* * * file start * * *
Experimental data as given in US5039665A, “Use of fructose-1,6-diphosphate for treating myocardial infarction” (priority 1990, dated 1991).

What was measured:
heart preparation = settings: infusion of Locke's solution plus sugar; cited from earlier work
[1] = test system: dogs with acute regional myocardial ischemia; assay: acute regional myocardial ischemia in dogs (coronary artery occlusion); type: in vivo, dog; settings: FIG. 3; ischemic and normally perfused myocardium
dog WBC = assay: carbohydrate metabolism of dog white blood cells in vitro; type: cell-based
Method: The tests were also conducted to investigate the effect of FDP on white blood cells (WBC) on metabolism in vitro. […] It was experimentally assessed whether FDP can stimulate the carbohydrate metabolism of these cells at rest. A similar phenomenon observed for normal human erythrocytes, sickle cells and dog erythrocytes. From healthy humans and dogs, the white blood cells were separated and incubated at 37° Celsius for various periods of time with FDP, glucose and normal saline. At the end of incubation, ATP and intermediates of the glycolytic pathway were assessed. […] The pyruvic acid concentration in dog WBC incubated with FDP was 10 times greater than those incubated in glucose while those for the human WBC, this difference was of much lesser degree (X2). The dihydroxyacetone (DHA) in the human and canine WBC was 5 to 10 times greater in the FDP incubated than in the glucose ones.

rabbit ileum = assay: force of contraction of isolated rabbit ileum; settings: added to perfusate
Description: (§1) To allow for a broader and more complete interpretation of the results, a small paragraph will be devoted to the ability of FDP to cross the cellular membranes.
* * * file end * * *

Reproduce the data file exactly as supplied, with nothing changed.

Experimental data as given in US5039665A, “Use of fructose-1,6-diphosphate for treating myocardial infarction” (priority 1990, dated 1991).

What was measured:
heart preparation = settings: infusion of Locke's solution plus sugar; cited from earlier work
[1] = test system: dogs with acute regional myocardial ischemia; assay: acute regional myocardial ischemia in dogs (coronary artery occlusion); type: in vivo, dog; settings: FIG. 3; ischemic and normally perfused myocardium
dog WBC = assay: carbohydrate metabolism of dog white blood cells in vitro; type: cell-based
Method: The tests were also conducted to investigate the effect of FDP on white blood cells (WBC) on metabolism in vitro. […] It was experimentally assessed whether FDP can stimulate the carbohydrate metabolism of these cells at rest. A similar phenomenon observed for normal human erythrocytes, sickle cells and dog erythrocytes. From healthy humans and dogs, the white blood cells were separated and incubated at 37° Celsius for various periods of time with FDP, glucose and normal saline. At the end of incubation, ATP and intermediates of the glycolytic pathway were assessed. […] The pyruvic acid concentration in dog WBC incubated with FDP was 10 times greater than those incubated in glucose while those for the human WBC, this difference was of much lesser degree (X2). The dihydroxyacetone (DHA) in the human and canine WBC was 5 to 10 times greater in the FDP incubated than in the glucose ones.

rabbit ileum = assay: force of contraction of isolated rabbit ileum; settings: added to perfusate
Description: (§1) To allow for a broader and more complete interpretation of the results, a small paragraph will be devoted to the ability of FDP to cross the cellular membranes.